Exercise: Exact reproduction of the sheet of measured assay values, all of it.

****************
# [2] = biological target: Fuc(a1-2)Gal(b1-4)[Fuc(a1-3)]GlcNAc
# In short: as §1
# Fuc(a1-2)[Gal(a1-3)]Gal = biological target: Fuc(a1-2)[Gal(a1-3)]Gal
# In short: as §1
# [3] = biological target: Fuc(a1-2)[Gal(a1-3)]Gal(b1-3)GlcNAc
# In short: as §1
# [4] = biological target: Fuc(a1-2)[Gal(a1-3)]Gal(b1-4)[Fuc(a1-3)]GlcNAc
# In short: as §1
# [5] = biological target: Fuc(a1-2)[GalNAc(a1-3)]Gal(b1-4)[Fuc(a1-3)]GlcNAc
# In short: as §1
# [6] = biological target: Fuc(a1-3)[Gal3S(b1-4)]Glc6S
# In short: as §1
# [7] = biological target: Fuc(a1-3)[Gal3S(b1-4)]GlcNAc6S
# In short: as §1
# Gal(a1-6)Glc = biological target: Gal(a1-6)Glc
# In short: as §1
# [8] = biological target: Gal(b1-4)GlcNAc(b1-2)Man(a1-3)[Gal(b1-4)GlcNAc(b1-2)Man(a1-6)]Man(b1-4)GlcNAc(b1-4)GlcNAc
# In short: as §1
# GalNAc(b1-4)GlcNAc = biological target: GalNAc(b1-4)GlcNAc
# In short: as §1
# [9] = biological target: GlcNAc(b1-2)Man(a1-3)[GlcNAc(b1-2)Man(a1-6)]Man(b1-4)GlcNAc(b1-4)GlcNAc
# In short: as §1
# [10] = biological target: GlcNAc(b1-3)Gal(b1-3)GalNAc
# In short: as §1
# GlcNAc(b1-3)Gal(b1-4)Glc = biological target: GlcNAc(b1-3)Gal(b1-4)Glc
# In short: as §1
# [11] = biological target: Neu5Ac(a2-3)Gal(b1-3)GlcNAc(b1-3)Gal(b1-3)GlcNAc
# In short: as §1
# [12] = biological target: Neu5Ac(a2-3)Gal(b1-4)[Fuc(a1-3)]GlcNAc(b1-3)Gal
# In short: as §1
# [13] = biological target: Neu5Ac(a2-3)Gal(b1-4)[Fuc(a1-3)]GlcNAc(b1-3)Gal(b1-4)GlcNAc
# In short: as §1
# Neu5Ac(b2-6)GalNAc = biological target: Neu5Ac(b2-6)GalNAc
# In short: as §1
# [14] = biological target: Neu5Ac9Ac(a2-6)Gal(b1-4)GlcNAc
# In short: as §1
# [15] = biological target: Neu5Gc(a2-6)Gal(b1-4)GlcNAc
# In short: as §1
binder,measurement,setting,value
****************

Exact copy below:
# [2] = biological target: Fuc(a1-2)Gal(b1-4)[Fuc(a1-3)]GlcNAc
# In short: as §1
# Fuc(a1-2)[Gal(a1-3)]Gal = biological target: Fuc(a1-2)[Gal(a1-3)]Gal
# In short: as §1
# [3] = biological target: Fuc(a1-2)[Gal(a1-3)]Gal(b1-3)GlcNAc
# In short: as §1
# [4] = biological target: Fuc(a1-2)[Gal(a1-3)]Gal(b1-4)[Fuc(a1-3)]GlcNAc
# In short: as §1
# [5] = biological target: Fuc(a1-2)[GalNAc(a1-3)]Gal(b1-4)[Fuc(a1-3)]GlcNAc
# In short: as §1
# [6] = biological target: Fuc(a1-3)[Gal3S(b1-4)]Glc6S
# In short: as §1
# [7] = biological target: Fuc(a1-3)[Gal3S(b1-4)]GlcNAc6S
# In short: as §1
# Gal(a1-6)Glc = biological target: Gal(a1-6)Glc
# In short: as §1
# [8] = biological target: Gal(b1-4)GlcNAc(b1-2)Man(a1-3)[Gal(b1-4)GlcNAc(b1-2)Man(a1-6)]Man(b1-4)GlcNAc(b1-4)GlcNAc
# In short: as §1
# GalNAc(b1-4)GlcNAc = biological target: GalNAc(b1-4)GlcNAc
# In short: as §1
# [9] = biological target: GlcNAc(b1-2)Man(a1-3)[GlcNAc(b1-2)Man(a1-6)]Man(b1-4)GlcNAc(b1-4)GlcNAc
# In short: as §1
# [10] = biological target: GlcNAc(b1-3)Gal(b1-3)GalNAc
# In short: as §1
# GlcNAc(b1-3)Gal(b1-4)Glc = biological target: GlcNAc(b1-3)Gal(b1-4)Glc
# In short: as §1
# [11] = biological target: Neu5Ac(a2-3)Gal(b1-3)GlcNAc(b1-3)Gal(b1-3)GlcNAc
# In short: as §1
# [12] = biological target: Neu5Ac(a2-3)Gal(b1-4)[Fuc(a1-3)]GlcNAc(b1-3)Gal
# In short: as §1
# [13] = biological target: Neu5Ac(a2-3)Gal(b1-4)[Fuc(a1-3)]GlcNAc(b1-3)Gal(b1-4)GlcNAc
# In short: as §1
# Neu5Ac(b2-6)GalNAc = biological target: Neu5Ac(b2-6)GalNAc
# In short: as §1
# [14] = biological target: Neu5Ac9Ac(a2-6)Gal(b1-4)GlcNAc
# In short: as §1
# [15] = biological target: Neu5Gc(a2-6)Gal(b1-4)GlcNAc
# In short: as §1
binder,measurement,setting,value